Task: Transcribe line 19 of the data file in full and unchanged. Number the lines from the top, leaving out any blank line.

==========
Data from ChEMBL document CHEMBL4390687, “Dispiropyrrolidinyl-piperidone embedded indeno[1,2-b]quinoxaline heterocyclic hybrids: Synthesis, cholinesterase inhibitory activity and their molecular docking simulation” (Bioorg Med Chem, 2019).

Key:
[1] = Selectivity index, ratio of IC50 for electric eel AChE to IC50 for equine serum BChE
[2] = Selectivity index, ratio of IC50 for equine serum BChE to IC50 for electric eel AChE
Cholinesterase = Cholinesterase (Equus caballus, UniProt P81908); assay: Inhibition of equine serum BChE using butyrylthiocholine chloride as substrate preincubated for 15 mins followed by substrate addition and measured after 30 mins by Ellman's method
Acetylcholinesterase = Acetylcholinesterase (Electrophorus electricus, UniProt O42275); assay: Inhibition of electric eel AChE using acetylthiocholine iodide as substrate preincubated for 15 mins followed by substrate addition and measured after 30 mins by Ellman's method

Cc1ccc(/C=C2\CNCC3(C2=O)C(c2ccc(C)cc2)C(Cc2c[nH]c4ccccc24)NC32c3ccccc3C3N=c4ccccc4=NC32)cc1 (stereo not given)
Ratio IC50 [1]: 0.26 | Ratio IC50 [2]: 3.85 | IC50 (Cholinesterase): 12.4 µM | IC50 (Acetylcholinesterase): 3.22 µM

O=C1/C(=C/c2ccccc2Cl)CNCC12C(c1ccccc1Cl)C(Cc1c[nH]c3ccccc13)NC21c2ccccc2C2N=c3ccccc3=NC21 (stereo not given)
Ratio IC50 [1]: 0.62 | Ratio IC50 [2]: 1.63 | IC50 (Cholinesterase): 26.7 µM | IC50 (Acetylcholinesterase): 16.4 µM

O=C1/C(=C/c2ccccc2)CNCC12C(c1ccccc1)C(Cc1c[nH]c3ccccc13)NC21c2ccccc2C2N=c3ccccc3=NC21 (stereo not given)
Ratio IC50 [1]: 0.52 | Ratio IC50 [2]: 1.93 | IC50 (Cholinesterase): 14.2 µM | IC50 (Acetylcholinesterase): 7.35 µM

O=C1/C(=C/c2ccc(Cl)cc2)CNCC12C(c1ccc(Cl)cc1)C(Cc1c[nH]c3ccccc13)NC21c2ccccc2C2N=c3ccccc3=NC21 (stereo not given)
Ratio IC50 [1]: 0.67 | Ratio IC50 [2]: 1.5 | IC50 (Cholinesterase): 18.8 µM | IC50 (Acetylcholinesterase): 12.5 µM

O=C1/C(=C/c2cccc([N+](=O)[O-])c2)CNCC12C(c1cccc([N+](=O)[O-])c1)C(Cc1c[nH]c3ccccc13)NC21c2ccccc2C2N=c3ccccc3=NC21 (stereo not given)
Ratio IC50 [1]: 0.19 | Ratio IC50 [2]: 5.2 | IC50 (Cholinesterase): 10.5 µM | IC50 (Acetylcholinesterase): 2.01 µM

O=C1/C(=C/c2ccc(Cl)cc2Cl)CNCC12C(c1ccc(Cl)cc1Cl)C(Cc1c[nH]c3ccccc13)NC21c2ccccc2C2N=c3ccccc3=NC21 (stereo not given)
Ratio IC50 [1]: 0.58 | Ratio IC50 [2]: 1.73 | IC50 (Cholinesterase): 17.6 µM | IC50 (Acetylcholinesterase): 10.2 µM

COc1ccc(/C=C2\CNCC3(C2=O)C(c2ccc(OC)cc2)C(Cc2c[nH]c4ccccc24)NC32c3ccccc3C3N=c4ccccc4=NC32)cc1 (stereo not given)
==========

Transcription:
COc1ccc(/C=C2\CNCC3(C2=O)C(c2ccc(OC)cc2)C(Cc2c[nH]c4ccccc24)NC32c3ccccc3C3N=c4ccccc4=NC32)cc1 (stereo not given)